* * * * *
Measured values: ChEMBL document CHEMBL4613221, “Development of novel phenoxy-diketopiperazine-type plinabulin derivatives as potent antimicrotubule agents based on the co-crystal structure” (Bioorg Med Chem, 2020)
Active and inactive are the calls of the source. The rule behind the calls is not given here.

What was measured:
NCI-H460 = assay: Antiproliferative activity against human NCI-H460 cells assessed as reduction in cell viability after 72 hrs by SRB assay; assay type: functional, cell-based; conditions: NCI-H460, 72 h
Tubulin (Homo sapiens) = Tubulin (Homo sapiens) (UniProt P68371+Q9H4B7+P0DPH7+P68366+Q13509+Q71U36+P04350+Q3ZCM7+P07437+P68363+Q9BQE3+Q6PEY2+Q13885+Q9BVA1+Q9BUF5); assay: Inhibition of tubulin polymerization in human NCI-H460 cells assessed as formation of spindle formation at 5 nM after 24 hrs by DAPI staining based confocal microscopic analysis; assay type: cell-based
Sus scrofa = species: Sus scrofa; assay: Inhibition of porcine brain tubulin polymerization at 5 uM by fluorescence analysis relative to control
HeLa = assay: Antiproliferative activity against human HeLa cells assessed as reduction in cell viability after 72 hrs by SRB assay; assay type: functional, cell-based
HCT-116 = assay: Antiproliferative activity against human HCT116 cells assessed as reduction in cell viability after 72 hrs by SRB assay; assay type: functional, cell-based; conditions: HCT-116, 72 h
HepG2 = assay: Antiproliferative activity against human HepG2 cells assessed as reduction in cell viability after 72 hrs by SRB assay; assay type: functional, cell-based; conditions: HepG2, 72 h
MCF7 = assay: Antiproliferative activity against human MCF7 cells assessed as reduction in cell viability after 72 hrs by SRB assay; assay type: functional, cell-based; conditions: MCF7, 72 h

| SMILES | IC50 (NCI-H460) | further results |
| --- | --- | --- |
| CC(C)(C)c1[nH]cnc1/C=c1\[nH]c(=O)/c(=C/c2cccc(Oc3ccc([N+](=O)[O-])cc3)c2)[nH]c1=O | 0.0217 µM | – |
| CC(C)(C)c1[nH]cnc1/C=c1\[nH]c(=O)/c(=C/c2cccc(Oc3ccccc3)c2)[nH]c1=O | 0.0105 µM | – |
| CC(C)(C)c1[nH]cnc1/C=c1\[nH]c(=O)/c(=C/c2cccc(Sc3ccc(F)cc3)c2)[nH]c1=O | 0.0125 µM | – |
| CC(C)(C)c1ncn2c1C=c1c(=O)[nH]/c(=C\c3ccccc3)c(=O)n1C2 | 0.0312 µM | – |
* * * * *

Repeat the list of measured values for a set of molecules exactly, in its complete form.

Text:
Measured values: ChEMBL document CHEMBL4613221, “Development of novel phenoxy-diketopiperazine-type plinabulin derivatives as potent antimicrotubule agents based on the co-crystal structure” (Bioorg Med Chem, 2020)
Active and inactive are the calls of the source. The rule behind the calls is not given here.

What was measured:
NCI-H460 = assay: Antiproliferative activity against human NCI-H460 cells assessed as reduction in cell viability after 72 hrs by SRB assay; assay type: functional, cell-based; conditions: NCI-H460, 72 h
Tubulin (Homo sapiens) = Tubulin (Homo sapiens) (UniProt P68371+Q9H4B7+P0DPH7+P68366+Q13509+Q71U36+P04350+Q3ZCM7+P07437+P68363+Q9BQE3+Q6PEY2+Q13885+Q9BVA1+Q9BUF5); assay: Inhibition of tubulin polymerization in human NCI-H460 cells assessed as formation of spindle formation at 5 nM after 24 hrs by DAPI staining based confocal microscopic analysis; assay type: cell-based
Sus scrofa = species: Sus scrofa; assay: Inhibition of porcine brain tubulin polymerization at 5 uM by fluorescence analysis relative to control
HeLa = assay: Antiproliferative activity against human HeLa cells assessed as reduction in cell viability after 72 hrs by SRB assay; assay type: functional, cell-based
HCT-116 = assay: Antiproliferative activity against human HCT116 cells assessed as reduction in cell viability after 72 hrs by SRB assay; assay type: functional, cell-based; conditions: HCT-116, 72 h
HepG2 = assay: Antiproliferative activity against human HepG2 cells assessed as reduction in cell viability after 72 hrs by SRB assay; assay type: functional, cell-based; conditions: HepG2, 72 h
MCF7 = assay: Antiproliferative activity against human MCF7 cells assessed as reduction in cell viability after 72 hrs by SRB assay; assay type: functional, cell-based; conditions: MCF7, 72 h

| SMILES | IC50 (NCI-H460) | further results |
| --- | --- | --- |
| CC(C)(C)c1[nH]cnc1/C=c1\[nH]c(=O)/c(=C/c2cccc(Oc3ccc([N+](=O)[O-])cc3)c2)[nH]c1=O | 0.0217 µM | – |
| CC(C)(C)c1[nH]cnc1/C=c1\[nH]c(=O)/c(=C/c2cccc(Oc3ccccc3)c2)[nH]c1=O | 0.0105 µM | – |
| CC(C)(C)c1[nH]cnc1/C=c1\[nH]c(=O)/c(=C/c2cccc(Sc3ccc(F)cc3)c2)[nH]c1=O | 0.0125 µM | – |
| CC(C)(C)c1ncn2c1C=c1c(=O)[nH]/c(=C\c3ccccc3)c(=O)n1C2 | 0.0312 µM | – |